A year ago I moved into this lovely townhouse. Now, I am moving out. The walls are bare, the rooms nearly empty. All that remains is a tote of cleaning supplies-and the computer from which I am writing. I’ve been dragging my feet about packing and moving. My life has been wonderful here. Every room arranged and decorated just the way I like it, in colors that comfort me. To take my daily walk, all I need do is lace on shoes, lock the door and dash down the drive to public lands. Here, within these walls, I found out who I am when I’m alone. Finally, I had come to a place that met all the criteria on my list. It was truly a gift.
But, a gift does not always last forever! Toys break, clothes wear out, places of employment change. My job, too, was a gift-a place to give of my passion and talent and receive in return the delighted smiles of children. That job, gift though it was, is over. Jobs don’t last for ever. So, I will move on.
Always and forever are very important words for parents and children, lovers, and for theologians and philosophers. Although we may allow for circumstances, locations, and methods to change; our security comes from knowing that Love will remain. But, a job or a gift? Those are not for always and forever.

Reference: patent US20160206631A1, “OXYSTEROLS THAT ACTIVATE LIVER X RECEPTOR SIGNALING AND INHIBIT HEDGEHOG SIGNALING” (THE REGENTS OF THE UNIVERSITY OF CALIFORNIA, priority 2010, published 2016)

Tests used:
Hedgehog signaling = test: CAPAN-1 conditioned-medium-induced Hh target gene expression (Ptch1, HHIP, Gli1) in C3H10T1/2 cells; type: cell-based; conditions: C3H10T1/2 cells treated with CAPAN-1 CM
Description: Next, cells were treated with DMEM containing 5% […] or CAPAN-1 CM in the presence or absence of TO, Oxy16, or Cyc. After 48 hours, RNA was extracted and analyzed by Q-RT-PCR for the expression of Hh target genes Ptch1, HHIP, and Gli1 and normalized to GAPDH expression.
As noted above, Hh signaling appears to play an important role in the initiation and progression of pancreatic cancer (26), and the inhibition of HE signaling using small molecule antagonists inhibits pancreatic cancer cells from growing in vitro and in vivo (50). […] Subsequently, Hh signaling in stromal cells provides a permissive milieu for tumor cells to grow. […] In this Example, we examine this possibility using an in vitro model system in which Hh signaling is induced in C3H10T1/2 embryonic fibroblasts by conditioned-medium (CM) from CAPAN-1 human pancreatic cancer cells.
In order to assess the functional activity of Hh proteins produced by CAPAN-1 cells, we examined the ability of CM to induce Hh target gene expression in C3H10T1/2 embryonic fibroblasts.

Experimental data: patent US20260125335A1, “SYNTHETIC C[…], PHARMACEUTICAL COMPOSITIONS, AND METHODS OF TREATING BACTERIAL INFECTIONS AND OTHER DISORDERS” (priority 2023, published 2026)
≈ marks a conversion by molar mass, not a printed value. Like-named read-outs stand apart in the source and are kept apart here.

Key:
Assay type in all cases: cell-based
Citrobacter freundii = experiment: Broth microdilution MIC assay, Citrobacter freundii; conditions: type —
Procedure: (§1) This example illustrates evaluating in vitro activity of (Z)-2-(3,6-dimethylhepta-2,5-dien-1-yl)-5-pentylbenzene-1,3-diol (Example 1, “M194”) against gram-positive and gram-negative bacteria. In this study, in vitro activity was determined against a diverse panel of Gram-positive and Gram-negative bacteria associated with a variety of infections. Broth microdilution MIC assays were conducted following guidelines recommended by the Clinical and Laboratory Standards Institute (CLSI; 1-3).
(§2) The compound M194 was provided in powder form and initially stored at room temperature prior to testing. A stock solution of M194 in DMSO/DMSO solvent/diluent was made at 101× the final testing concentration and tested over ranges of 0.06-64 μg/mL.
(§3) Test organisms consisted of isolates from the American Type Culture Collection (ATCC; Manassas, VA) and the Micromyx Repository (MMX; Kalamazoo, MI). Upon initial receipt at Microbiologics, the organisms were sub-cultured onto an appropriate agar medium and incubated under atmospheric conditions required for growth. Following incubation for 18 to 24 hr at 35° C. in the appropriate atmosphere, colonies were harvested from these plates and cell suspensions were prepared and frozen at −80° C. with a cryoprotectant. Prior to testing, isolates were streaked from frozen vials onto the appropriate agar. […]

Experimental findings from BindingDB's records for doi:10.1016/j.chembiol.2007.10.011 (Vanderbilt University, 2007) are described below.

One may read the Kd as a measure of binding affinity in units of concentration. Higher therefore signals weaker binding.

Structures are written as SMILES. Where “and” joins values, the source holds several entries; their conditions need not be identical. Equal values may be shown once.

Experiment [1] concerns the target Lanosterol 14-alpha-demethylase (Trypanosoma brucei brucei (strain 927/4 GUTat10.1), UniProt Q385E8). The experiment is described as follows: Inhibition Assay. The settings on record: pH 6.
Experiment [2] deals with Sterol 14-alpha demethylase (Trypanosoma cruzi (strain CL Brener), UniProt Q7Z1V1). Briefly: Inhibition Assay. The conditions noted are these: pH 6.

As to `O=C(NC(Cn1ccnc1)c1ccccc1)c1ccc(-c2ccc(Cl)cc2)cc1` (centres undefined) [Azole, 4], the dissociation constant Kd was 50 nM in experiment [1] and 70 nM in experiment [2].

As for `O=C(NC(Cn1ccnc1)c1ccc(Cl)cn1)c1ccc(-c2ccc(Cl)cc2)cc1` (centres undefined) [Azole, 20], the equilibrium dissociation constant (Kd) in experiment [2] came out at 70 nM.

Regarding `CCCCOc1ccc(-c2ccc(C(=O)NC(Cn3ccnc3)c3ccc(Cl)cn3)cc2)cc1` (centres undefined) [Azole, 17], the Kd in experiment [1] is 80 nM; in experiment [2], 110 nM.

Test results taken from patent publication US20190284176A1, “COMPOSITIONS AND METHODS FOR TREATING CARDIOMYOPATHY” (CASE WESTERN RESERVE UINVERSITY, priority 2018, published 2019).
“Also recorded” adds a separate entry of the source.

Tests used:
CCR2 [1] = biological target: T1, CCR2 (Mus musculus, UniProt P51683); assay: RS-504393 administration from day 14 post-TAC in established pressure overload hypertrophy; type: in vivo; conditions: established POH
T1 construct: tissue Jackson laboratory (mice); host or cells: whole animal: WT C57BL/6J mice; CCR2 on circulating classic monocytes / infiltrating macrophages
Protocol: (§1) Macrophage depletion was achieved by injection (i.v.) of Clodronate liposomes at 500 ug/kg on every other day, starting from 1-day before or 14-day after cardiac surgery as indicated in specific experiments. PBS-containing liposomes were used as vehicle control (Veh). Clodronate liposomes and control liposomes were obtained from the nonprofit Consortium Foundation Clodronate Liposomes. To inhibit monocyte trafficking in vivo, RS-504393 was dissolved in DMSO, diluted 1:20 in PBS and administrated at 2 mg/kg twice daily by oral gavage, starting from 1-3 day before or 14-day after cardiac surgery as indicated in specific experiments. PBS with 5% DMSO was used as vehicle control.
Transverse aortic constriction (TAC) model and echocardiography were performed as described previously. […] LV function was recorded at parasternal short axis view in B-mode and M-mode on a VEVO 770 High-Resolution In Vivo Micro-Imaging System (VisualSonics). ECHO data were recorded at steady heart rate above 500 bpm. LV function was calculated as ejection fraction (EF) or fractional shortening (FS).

When I was young, adults used to ask me, “What do you want to be when you grow up?” I gave it an inordinate amount of thought. From the questions, and other events I observed in my life I concluded that who you are and who you are meant to be was one of those once in a lifetime, momentous decisions, researched and decided on by the approximate age of 20. After that, as I understood it, you pursued that goal with everything in you for the next 45 years, retiring at about 65. What you were meant to be was your “calling.” Though you had to seek arduously to find it, it was pre-determined by your creator. Woe to you if you could not hear your call, or if you strayed from it for the remaining productive years of your adult life.
Because I understand the value to our souls and our society of “always and forever,” and because I am dependable, conscientious, and aim for integrity; I tend to apply the always and forever commitment to other lesser things in my life. These might be my job, my goals and hobbies, my house, or even a material gift. I just don’t know when to let go, because somehow, I thought the gift, the providence of that material thing or job, was forever.
Today, as I move forward into the unknown and the next segment of my life, I will release the job and the townhouse. I will smile, and daydream, and allow myself to be excited about my future. In this ever changing world, one never knows what fabulous gift or dream employment may be just around the corner.